A muddler is an essential bar tool designed to smash and mix (called muddling) drink ingredients. Essentially, a bartender's pestle, using a muddler is one of the best ways to infuse the flavor of fresh fruits and herbs into your drinks. It's easy to learn how to muddle, and this basic technique will let you mix several popular cocktails, including the caipirinha, mojito, and old-fashioned.
What Is a Muddler?
Muddlers are long, thick sticks, which is why muddled cocktails are also called stick drinks. They come in a variety of materials, though most are about the same size and basic design.
Similar in shape to a long pestle or miniature bat, the top of a muddler is frequently rounded so you can hold it in your palm. It tapers to a broader flat bottom that sometimes has teeth. Muddlers are typically six to eight inches long and about one inch in diameter. It's the perfect size to reach the bottom of the average glass or cocktail shaker.
Types of Muddlers
In general, you will find muddlers made out of three different materials: wood, plastic, and stainless steel.
Wood muddlers are the classic choice and most popular material. They come in two basic shapes: one looks like a miniature baseball bat with a flat bottom, and the other is straight, similar in design to a windchime.
These are often preferred by bartenders because they get the job done quickly and are very durable, so they last for years. As a bonus, wood muddlers are helpful for other things like cracking ice cubes into smaller pieces.
The drawback is that wood is organic, so these muddlers require a little extra care:
- Never put a wood muddler in the dishwasher or leave it in standing water.
- Clean your muddler in water immediately after use, especially when muddling berries and other fruits that can stain the wood. Some staining will likely occur over time, but that's just a sign that you put it to good use.
- Wipe your muddler with a dry cloth and let it air dry completely before storing.
Plastic and Steel Muddlers
Many modern muddlers are made out of plastic, stainless steel, or a combination of synthetic materials. The majority of these muddlers follow the bat design of the wood muddlers because the thinner, rounded end is easy to grasp. It is also common to find a muddler with teeth on the bottom, which will mash ingredients more efficiently and quickly extract juice from berries, citrus fruits, and other produce.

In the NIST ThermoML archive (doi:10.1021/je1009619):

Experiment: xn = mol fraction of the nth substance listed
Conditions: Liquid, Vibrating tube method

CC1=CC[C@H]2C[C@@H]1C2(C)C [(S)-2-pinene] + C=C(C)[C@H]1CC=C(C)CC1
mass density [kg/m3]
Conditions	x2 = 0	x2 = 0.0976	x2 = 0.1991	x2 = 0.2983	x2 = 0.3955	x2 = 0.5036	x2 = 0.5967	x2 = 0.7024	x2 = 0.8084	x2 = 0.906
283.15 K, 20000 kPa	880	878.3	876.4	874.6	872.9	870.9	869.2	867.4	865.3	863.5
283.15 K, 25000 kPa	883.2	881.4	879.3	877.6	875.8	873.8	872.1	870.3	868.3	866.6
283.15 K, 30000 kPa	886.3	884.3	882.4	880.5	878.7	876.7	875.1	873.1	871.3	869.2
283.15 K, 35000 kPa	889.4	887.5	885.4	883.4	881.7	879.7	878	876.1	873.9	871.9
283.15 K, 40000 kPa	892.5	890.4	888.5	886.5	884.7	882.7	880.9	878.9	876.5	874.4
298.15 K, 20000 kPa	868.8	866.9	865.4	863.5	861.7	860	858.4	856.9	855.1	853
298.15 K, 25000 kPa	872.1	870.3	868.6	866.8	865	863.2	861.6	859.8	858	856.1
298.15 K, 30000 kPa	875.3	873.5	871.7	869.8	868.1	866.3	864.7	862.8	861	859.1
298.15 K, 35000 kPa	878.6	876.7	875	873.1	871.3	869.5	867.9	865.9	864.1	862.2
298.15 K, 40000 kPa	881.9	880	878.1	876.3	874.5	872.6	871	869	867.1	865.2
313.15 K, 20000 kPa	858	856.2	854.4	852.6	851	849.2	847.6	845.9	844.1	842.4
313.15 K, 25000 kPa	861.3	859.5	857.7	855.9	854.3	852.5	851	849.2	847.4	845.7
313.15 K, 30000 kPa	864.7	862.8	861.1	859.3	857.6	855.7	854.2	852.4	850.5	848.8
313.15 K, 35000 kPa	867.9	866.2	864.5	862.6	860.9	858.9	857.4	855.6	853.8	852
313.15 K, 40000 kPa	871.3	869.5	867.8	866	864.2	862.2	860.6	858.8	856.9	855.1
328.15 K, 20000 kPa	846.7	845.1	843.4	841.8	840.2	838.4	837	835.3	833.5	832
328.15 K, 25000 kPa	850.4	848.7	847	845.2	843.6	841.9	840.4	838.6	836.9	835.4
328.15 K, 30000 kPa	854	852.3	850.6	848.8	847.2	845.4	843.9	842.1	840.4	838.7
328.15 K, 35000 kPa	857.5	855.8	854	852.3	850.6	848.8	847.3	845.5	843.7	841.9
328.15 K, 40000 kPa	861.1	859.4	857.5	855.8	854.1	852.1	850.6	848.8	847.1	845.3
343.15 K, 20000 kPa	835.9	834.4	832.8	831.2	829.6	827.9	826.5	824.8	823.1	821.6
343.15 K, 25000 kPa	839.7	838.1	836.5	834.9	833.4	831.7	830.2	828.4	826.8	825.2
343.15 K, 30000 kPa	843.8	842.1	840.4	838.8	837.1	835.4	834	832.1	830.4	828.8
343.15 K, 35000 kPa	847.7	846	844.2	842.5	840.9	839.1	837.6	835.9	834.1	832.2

Sanitation is the main advantage of plastic and steel muddlers. Compared to wooden muddlers, there is less potential for bacteria and mold to grow or for the muddler to become damaged.
Depending on the material, these muddlers are easier to care for and generally dishwasher safe. There is also virtually no staining from darker fruits and herbs, and they rarely absorb and trap strong flavors or aromas.
Choosing a Muddler
Deciding which type of muddler to buy depends on your style of mixing drinks and personal preference. Choosing a muddler is just like selecting a cocktail shaker: there are many options, and one is sure to suit you best. Many bartenders and cocktail enthusiasts like to have both types of muddlers around.
- The wood muddlers are great for everyday tasks like the gentle muddling of delicate herbs and citrus fruits and tough jobs like cracking ice.
- Plastic muddlers are great for juicing fruits, while stainless steel is less likely to break and can also crush hard ingredients like nuts and spices. Either of these can handle messier muddling jobs that may affect a wooden muddler over the long term.
If you're looking for the most versatile muddler that will handle nearly every task and is easy to clean, go with stainless steel. Look for a design with teeth, and you'll be able to tackle any muddled cocktail recipe for years to come.
How to Muddle
In most cases, the point of muddling is not to smash the ingredients into a messy pulp. Instead, you want to caress the essence out of it gently. In the case of herbs, you are releasing the essential oils; for fruit, the goal is to extract the juice. Many recipes add a sweetener or another liquid mixer with the fresh ingredients to form the flavor foundation for the drink.
- Place your ingredients in the bottom of a cocktail shaker or mixing glass; some cocktails are muddled directly in the serving glass.
- Grip the muddler in the palm of your hand and gently press down while giving it a half-turn.
- Release and continue this motion until the ingredients are sufficiently muddled (generally about four to six turns).
- Add the drink's other ingredients (including ice, if needed) and follow the recipe's recommendation to shake or stir and finish mixing the drink.
How to Muddle Without a Muddler
Muddlers are convenient tools, but they're not absolutely necessary. You can sufficiently muddle cocktail ingredients with the flat end of a bar spoon, for instance. Another option is to use the tip of a wooden spoon, and a pestle, tamper, or French rolling pin will work if it fits in the glass. When using a kitchen tool, clean it thoroughly to remove any traces of food, spices, oils, and other contaminants that will affect the taste of your cocktail.
Muddling is a simple mixing technique, though a couple of tips will help you avoid a mess and create better cocktails:
- Don't muddle in a shaker with a plastic bottom because they are prone to cracking, even under the lightest pressure. If plastic is your only option, muddle in a glass, then transfer the ingredients to the shaker to finish mixing.
- Muddle before adding ice, or you are simply crushing ice, potentially over diluting the drink, and the ingredients won't be adequately muddled. This is sometimes called the "Portland muddle."